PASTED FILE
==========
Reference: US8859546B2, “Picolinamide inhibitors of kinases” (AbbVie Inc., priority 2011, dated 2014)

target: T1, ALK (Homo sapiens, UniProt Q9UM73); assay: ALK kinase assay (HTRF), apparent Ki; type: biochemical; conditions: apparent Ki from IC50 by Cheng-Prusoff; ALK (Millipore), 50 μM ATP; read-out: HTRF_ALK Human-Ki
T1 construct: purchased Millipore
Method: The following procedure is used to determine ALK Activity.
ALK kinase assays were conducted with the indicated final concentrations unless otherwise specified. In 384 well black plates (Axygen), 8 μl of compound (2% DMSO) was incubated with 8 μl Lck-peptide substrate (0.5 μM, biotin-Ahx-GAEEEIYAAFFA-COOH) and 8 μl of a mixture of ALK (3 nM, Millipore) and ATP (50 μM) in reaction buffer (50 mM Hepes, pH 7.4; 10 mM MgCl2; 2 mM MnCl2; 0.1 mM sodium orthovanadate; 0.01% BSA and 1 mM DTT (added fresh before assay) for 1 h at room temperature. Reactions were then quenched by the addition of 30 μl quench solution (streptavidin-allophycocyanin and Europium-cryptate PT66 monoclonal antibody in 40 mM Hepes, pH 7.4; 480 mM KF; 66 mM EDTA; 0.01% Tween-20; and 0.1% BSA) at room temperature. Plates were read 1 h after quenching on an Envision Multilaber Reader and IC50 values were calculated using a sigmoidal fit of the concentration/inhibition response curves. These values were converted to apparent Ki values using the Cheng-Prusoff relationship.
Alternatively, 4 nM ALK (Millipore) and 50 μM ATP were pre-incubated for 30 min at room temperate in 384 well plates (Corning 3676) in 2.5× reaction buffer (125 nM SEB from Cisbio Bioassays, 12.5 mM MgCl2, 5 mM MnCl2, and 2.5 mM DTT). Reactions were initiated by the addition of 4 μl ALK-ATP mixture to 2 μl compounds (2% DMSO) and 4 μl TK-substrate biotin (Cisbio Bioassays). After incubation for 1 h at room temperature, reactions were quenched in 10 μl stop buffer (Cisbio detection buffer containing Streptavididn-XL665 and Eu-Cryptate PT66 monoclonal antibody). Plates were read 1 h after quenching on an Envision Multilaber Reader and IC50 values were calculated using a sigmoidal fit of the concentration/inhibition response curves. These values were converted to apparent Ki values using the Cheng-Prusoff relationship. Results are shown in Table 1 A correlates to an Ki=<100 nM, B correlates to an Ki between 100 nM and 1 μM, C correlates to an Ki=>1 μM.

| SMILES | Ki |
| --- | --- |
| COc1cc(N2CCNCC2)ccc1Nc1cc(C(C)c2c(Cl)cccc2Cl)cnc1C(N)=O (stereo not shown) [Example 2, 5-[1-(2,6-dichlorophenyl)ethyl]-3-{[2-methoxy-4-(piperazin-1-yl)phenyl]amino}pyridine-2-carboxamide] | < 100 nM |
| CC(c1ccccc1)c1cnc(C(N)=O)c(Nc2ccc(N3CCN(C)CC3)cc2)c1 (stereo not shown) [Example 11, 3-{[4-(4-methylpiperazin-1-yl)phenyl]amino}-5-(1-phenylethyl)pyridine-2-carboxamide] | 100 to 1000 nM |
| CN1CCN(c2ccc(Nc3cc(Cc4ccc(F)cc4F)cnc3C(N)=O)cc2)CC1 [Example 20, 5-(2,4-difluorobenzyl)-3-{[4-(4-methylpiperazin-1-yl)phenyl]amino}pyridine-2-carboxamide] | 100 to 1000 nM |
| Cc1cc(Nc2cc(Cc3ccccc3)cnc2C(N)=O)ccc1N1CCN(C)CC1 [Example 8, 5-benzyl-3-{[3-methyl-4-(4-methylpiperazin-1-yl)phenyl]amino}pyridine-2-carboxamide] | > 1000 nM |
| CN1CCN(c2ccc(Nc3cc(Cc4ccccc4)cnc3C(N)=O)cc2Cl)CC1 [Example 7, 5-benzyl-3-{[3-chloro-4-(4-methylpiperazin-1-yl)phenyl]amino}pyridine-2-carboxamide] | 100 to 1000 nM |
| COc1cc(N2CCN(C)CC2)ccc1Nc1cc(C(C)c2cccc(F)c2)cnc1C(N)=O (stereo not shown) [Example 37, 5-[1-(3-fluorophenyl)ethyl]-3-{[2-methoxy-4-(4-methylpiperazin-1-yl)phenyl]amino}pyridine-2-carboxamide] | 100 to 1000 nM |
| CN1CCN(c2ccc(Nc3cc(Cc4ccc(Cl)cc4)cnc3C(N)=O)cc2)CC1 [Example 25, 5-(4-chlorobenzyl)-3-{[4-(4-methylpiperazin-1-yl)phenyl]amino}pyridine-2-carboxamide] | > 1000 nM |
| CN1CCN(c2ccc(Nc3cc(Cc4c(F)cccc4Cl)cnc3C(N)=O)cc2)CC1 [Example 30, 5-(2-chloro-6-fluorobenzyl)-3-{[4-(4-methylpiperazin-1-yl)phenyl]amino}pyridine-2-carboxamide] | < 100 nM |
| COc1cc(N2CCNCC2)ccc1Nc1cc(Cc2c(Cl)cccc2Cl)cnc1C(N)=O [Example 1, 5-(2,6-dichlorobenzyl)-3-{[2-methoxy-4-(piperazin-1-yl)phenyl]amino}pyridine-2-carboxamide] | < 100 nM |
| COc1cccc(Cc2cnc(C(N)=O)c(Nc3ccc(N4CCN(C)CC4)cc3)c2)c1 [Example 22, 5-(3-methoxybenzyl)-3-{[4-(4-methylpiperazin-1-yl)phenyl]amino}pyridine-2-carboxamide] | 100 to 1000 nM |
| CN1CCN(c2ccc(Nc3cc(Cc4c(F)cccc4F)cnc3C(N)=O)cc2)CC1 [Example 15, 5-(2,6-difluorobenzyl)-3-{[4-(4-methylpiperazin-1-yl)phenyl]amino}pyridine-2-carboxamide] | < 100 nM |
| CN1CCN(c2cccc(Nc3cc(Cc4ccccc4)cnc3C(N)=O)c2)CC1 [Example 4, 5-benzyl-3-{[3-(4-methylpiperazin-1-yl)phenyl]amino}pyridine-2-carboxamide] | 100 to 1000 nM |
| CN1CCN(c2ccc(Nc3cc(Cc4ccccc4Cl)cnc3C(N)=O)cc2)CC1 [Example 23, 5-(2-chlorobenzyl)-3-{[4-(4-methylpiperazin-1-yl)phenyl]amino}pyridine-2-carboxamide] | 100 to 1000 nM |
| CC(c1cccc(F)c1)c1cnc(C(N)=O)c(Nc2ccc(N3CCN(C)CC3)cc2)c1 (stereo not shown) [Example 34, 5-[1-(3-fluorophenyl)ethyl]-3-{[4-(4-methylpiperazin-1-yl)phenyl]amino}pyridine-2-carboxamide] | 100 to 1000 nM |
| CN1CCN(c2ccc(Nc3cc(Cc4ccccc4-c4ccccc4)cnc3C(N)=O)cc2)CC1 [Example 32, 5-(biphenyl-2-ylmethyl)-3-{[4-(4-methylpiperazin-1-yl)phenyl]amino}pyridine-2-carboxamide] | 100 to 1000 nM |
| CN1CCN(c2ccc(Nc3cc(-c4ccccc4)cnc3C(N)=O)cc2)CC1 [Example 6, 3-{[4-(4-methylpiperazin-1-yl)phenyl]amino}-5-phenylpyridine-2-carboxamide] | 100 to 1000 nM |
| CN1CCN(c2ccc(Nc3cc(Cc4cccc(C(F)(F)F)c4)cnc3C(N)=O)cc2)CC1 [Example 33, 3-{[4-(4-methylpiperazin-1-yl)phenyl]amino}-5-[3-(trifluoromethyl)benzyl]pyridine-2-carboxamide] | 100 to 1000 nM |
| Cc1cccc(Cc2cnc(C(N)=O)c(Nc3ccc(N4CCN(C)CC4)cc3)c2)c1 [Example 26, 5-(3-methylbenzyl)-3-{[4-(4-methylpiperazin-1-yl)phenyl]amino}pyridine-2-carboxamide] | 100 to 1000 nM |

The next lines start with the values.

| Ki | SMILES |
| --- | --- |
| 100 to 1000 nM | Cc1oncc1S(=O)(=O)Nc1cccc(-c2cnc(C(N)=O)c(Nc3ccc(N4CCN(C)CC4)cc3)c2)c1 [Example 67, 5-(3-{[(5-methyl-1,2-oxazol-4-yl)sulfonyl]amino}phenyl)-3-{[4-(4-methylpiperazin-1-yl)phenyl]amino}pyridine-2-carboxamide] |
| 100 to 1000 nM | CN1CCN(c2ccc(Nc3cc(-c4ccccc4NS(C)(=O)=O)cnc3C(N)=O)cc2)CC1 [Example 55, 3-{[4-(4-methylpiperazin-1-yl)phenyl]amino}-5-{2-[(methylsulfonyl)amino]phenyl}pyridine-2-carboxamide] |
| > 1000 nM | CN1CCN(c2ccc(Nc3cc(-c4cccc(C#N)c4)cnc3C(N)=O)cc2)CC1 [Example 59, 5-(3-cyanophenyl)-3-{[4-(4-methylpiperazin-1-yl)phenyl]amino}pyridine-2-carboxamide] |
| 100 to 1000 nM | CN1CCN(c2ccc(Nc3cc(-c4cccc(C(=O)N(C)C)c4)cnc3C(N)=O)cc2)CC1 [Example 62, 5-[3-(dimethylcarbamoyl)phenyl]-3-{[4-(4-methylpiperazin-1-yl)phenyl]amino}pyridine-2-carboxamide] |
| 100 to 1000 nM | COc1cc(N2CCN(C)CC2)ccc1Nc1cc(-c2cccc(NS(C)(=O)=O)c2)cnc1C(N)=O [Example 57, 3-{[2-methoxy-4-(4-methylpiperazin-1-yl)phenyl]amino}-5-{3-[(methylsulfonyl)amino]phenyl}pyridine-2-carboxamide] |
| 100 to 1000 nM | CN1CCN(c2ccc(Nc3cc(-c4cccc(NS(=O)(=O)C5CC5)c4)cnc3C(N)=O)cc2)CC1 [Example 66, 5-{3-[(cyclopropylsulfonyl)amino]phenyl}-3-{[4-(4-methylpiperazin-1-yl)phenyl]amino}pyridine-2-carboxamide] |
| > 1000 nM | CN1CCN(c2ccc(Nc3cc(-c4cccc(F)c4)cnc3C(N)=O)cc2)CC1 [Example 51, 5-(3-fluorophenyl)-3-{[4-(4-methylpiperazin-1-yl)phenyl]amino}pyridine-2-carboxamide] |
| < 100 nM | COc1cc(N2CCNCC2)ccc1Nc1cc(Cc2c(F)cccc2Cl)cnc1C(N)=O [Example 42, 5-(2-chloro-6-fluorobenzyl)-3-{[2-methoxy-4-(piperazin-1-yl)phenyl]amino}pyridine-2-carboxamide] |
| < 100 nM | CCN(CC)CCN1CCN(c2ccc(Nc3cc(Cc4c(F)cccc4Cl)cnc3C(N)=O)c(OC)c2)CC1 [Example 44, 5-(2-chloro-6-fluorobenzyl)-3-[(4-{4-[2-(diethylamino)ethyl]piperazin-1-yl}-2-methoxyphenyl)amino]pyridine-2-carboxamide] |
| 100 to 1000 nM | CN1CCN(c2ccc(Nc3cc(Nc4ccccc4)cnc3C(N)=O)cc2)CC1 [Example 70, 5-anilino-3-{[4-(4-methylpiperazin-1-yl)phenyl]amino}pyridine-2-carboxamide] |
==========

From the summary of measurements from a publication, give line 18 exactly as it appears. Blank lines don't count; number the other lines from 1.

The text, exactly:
| COc1cccc(Cc2cnc(C(N)=O)c(Nc3ccc(N4CCN(C)CC4)cc3)c2)c1 [Example 22, 5-(3-methoxybenzyl)-3-{[4-(4-methylpiperazin-1-yl)phenyl]amino}pyridine-2-carboxamide] | 100 to 1000 nM |